Phivolcs 7: Tsunami warning correct; sees more aftershocks-A A +A
Wednesday, February 8, 2012
THE Philippine Institute of Volcanology and Seismology (Phivolcs) 7 said it did not make a mistake in issuing a tsunami alert level 2, after the 6.9 magnitude earthquake occurred in Negros and Cebu at 11:49 a.m. last Monday.
Rolando Montañez of the Phivolcs Seismic Monitoring Station in Lapu-Lapu City said in a radio dyRC interview that the warning was intended for towns along the western coast of Cebu Province, facing Negros.
“Wa mi masayop, sakto to amo (We did not make a mistake),” said Montañez.
Tsunami alert level 2 means there could be meter-high waves and people are advised to stay away from the shore, according to the Philippine Information Agency.
The advisory caused many people in downtown Cebu City and Mandaue to panic around mid-afternoon yesterday, even though Phivolcs had lifted the alert status.
Montañez said if a high magnitude earthquake occurs, this should already serve as warning of a possible tsunami.
But he stressed that people should remain calm and should verify any information they receive.
According to the US National Oceanic and Atmospheric Administration (NOAA), which also monitors the Pacific Ocean, a tsunami can happen minutes after an earthquake that occurs in the Pacific Ocean.
‘Ring of fire’
The Pacific Ocean, the biggest body of water in the world, is surrounded by a series of mountain chains, deep ocean trenches and island arcs, sometimes called the “ring of fire.” The size of the Pacific and the large earthquakes associated with the “ring of fire” combine to produce deadly tsunamis, read a NOAA brochure on tsunamis.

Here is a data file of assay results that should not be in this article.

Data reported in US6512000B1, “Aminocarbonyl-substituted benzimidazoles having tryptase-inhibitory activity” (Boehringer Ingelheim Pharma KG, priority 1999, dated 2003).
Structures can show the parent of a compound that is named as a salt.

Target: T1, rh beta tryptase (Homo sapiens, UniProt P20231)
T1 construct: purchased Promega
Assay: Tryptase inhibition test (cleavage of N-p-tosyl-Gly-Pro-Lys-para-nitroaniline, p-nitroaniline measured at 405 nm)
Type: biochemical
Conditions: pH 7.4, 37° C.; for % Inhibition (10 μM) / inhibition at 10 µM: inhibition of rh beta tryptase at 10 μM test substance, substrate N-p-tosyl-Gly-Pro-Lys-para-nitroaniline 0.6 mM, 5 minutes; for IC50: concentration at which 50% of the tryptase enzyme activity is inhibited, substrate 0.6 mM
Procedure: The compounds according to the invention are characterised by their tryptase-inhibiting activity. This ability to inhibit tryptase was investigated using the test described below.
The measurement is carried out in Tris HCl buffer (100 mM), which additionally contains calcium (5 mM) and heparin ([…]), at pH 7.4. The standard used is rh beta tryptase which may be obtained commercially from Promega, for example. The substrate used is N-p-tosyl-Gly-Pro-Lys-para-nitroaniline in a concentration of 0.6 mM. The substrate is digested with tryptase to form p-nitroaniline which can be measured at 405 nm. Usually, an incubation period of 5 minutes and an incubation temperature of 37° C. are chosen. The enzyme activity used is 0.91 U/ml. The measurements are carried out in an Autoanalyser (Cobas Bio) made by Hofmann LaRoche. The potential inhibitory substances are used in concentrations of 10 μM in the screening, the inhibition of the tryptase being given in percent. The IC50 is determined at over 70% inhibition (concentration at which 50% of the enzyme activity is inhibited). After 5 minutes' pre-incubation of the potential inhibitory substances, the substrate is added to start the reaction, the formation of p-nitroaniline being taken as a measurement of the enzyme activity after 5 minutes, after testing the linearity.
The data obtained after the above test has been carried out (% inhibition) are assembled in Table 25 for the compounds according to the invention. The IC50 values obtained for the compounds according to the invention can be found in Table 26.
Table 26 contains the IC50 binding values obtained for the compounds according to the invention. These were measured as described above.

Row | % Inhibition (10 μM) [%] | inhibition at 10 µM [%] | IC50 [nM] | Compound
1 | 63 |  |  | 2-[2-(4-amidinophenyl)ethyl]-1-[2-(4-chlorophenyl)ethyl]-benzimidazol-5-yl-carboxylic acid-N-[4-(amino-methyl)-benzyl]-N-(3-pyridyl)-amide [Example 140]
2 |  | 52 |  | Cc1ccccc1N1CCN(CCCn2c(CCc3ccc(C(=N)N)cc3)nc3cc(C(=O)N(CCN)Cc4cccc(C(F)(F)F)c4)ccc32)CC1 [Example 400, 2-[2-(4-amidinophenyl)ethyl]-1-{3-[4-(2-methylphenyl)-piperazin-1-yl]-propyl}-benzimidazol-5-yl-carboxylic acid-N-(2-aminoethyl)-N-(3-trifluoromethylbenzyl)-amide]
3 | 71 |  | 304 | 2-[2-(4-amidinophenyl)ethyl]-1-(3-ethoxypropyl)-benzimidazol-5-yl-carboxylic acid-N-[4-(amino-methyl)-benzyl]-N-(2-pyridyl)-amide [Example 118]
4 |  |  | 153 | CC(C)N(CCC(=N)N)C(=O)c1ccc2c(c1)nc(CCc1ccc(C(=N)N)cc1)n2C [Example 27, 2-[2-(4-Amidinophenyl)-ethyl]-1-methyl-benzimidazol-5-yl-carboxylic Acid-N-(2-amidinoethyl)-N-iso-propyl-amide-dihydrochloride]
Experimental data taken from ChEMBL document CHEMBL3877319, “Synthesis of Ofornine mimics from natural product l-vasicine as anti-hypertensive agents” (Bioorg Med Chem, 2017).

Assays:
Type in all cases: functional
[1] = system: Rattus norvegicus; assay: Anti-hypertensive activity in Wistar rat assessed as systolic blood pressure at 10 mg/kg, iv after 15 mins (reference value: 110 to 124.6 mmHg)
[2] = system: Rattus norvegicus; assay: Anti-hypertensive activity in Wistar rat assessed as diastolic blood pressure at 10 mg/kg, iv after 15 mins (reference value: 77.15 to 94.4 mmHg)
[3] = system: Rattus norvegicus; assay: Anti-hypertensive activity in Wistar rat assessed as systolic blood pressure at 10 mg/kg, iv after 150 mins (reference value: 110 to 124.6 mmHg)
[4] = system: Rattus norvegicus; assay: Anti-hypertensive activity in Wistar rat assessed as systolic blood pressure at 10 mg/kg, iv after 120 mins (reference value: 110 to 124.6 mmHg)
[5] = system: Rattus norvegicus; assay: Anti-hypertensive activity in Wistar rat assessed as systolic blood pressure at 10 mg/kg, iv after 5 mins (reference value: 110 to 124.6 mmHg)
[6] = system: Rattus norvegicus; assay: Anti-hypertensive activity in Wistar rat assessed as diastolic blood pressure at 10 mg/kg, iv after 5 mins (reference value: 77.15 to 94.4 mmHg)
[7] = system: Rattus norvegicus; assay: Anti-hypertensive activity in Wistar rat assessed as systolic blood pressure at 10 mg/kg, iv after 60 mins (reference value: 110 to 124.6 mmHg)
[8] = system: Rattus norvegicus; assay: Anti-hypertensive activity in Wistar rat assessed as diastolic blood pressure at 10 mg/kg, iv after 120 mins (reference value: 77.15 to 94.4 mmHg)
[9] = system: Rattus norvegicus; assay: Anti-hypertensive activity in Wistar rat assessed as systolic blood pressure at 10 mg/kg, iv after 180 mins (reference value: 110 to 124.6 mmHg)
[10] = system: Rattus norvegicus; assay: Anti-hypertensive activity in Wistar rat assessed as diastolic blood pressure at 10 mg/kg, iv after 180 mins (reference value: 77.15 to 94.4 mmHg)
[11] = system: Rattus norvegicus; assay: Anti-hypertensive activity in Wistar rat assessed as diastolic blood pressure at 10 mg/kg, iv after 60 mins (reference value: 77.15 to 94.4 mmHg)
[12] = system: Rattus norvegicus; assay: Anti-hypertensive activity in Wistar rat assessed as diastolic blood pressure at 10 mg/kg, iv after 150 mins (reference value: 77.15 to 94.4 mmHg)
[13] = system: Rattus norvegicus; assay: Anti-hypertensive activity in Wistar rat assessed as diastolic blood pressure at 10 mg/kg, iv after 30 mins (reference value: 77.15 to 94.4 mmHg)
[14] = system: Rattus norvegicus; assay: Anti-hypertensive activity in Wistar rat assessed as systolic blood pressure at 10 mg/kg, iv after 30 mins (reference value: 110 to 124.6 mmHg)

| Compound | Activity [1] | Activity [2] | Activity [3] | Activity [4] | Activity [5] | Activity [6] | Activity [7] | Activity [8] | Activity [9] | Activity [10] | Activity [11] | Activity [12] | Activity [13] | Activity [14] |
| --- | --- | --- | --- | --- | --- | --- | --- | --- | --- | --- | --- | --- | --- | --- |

Tsunamis are likely to occur following an earthquake that originates from the ocean floor or closer to the shore. Tsunamis may also occur when underwater volcanoes erupt.
Residents in Cebu and Negros can expect aftershocks in the next few weeks, said Montañez.
He said 775 aftershocks have been recorded as of 7:45 a.m. yesterday. Thirty of these aftershocks occurred yesterday.
Montañez said that, so far, the strongest aftershock occurred at 7 p.m. last Monday with a 4.0 magnitude.
Montañez said no volcanic activity was recorded following the magnitude 6.9 earthquake that struck Cebu and Negros last Monday.
Based on Phivolcs’s earthquake bulletin, last Monday’s quake was the strongest this year.
There was a 6.5 magnitude quake recorded in 1905 in Negros Occidental, near Bantayan Island and Silay (Negros Occidental).
In 1922, a 6.3 magnitude quake occurred between Bohol and Cebu, which was also felt in Negros and Leyte.
Saul Gonzales, Department of Energy (DOE) energy industry management division chief, assured yesterday that power supply in the Visayas grid is back to normal.
Power plants in the Visayas tripped or shut down automatically when last Monday’s earthquake occurred.
Gonzales said power was restored around 1 p.m. of the same day.
He assured that supply was stable yesterday and there were no scheduled power outages.
Mae Katherine Melchor, corporate communications office of Cebu Energy Development Corp. (CEDC), said CEDC’s two coal-fired power plants generated a full load with a total of 144 megawatts.
Melchor said, though, that CEDC’s subsidiary, Panay Energy Development Corp. (PEDC), scheduled its Unit 2 for preventive maintenance.
Elmer Cruz of the National Grid Corp. of the Philippines (NGCP) said there were no major damages in transmission facilities as a result of the quake.
Published in the Sun.Star Cebu newspaper on February 08, 2012.